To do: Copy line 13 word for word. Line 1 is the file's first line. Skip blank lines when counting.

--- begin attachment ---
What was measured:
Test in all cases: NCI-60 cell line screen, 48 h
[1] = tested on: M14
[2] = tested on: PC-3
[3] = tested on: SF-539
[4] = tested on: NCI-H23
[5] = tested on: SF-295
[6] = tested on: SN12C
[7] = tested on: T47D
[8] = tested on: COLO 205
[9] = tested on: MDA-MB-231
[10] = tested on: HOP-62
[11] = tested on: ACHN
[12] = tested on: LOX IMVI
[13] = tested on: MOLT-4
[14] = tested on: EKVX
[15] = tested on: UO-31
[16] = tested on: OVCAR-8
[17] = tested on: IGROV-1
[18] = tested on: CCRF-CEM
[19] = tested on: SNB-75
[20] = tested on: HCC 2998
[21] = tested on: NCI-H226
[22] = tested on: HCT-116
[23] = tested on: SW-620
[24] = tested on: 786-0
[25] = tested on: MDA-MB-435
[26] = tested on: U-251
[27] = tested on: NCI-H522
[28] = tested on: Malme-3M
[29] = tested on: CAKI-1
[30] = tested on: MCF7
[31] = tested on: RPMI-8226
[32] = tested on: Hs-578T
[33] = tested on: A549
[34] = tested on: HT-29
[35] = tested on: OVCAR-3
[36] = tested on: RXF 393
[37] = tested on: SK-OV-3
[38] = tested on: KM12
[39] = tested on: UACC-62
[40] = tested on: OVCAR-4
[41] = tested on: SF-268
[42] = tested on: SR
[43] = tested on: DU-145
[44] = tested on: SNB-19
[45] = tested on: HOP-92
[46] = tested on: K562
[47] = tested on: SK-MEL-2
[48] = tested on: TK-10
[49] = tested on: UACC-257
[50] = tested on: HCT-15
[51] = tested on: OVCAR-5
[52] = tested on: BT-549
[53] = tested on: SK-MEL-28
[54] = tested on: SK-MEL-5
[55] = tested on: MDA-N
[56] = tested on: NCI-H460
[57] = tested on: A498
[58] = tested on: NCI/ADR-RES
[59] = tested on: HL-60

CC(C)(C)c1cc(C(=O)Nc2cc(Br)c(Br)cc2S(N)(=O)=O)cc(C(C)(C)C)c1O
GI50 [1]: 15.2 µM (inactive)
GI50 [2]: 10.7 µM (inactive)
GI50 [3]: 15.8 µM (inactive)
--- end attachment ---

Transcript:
[11] = tested on: ACHN